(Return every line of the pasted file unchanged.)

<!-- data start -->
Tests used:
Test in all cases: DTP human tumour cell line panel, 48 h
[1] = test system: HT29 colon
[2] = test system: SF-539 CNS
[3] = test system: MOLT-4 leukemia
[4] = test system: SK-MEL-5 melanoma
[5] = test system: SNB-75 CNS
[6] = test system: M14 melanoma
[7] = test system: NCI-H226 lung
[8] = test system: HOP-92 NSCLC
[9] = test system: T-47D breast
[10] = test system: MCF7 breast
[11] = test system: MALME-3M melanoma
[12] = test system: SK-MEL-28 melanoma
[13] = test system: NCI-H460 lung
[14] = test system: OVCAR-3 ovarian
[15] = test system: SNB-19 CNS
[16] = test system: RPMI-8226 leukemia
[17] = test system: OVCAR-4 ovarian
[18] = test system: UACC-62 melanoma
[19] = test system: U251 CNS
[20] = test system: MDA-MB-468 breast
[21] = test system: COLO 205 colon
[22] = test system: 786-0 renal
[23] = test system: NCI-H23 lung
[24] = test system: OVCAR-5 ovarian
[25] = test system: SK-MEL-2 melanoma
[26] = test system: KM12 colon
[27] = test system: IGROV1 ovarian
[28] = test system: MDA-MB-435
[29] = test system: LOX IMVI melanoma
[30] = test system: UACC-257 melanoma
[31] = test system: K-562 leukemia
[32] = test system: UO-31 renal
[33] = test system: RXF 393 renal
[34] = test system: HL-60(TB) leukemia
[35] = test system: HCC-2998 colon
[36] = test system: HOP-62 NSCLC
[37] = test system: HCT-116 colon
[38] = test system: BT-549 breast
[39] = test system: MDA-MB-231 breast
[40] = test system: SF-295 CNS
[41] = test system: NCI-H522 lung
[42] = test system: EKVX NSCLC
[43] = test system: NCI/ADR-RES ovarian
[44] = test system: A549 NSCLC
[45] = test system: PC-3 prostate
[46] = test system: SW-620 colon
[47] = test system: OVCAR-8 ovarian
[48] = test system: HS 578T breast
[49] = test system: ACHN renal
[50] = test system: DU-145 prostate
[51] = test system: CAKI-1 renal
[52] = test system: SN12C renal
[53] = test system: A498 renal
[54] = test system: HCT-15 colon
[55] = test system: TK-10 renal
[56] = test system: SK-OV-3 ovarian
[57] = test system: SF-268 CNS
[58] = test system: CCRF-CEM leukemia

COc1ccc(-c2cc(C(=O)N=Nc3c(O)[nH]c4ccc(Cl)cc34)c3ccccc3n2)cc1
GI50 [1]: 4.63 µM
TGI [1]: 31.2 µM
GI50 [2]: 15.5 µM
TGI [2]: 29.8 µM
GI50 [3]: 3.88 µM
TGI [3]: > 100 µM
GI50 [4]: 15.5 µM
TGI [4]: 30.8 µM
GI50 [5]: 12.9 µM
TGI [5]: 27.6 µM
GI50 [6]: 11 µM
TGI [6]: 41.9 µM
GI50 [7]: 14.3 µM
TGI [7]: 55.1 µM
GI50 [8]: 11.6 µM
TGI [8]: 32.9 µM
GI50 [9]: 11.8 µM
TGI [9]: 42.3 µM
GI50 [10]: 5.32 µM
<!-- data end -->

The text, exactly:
Tests used:
Test in all cases: DTP human tumour cell line panel, 48 h
[1] = test system: HT29 colon
[2] = test system: SF-539 CNS
[3] = test system: MOLT-4 leukemia
[4] = test system: SK-MEL-5 melanoma
[5] = test system: SNB-75 CNS
[6] = test system: M14 melanoma
[7] = test system: NCI-H226 lung
[8] = test system: HOP-92 NSCLC
[9] = test system: T-47D breast
[10] = test system: MCF7 breast
[11] = test system: MALME-3M melanoma
[12] = test system: SK-MEL-28 melanoma
[13] = test system: NCI-H460 lung
[14] = test system: OVCAR-3 ovarian
[15] = test system: SNB-19 CNS
[16] = test system: RPMI-8226 leukemia
[17] = test system: OVCAR-4 ovarian
[18] = test system: UACC-62 melanoma
[19] = test system: U251 CNS
[20] = test system: MDA-MB-468 breast
[21] = test system: COLO 205 colon
[22] = test system: 786-0 renal
[23] = test system: NCI-H23 lung
[24] = test system: OVCAR-5 ovarian
[25] = test system: SK-MEL-2 melanoma
[26] = test system: KM12 colon
[27] = test system: IGROV1 ovarian
[28] = test system: MDA-MB-435
[29] = test system: LOX IMVI melanoma
[30] = test system: UACC-257 melanoma
[31] = test system: K-562 leukemia
[32] = test system: UO-31 renal
[33] = test system: RXF 393 renal
[34] = test system: HL-60(TB) leukemia
[35] = test system: HCC-2998 colon
[36] = test system: HOP-62 NSCLC
[37] = test system: HCT-116 colon
[38] = test system: BT-549 breast
[39] = test system: MDA-MB-231 breast
[40] = test system: SF-295 CNS
[41] = test system: NCI-H522 lung
[42] = test system: EKVX NSCLC
[43] = test system: NCI/ADR-RES ovarian
[44] = test system: A549 NSCLC
[45] = test system: PC-3 prostate
[46] = test system: SW-620 colon
[47] = test system: OVCAR-8 ovarian
[48] = test system: HS 578T breast
[49] = test system: ACHN renal
[50] = test system: DU-145 prostate
[51] = test system: CAKI-1 renal
[52] = test system: SN12C renal
[53] = test system: A498 renal
[54] = test system: HCT-15 colon
[55] = test system: TK-10 renal
[56] = test system: SK-OV-3 ovarian
[57] = test system: SF-268 CNS
[58] = test system: CCRF-CEM leukemia

COc1ccc(-c2cc(C(=O)N=Nc3c(O)[nH]c4ccc(Cl)cc34)c3ccccc3n2)cc1
GI50 [1]: 4.63 µM
TGI [1]: 31.2 µM
GI50 [2]: 15.5 µM
TGI [2]: 29.8 µM
GI50 [3]: 3.88 µM
TGI [3]: > 100 µM
GI50 [4]: 15.5 µM
TGI [4]: 30.8 µM
GI50 [5]: 12.9 µM
TGI [5]: 27.6 µM
GI50 [6]: 11 µM
TGI [6]: 41.9 µM
GI50 [7]: 14.3 µM
TGI [7]: 55.1 µM
GI50 [8]: 11.6 µM
TGI [8]: 32.9 µM
GI50 [9]: 11.8 µM
TGI [9]: 42.3 µM
GI50 [10]: 5.32 µM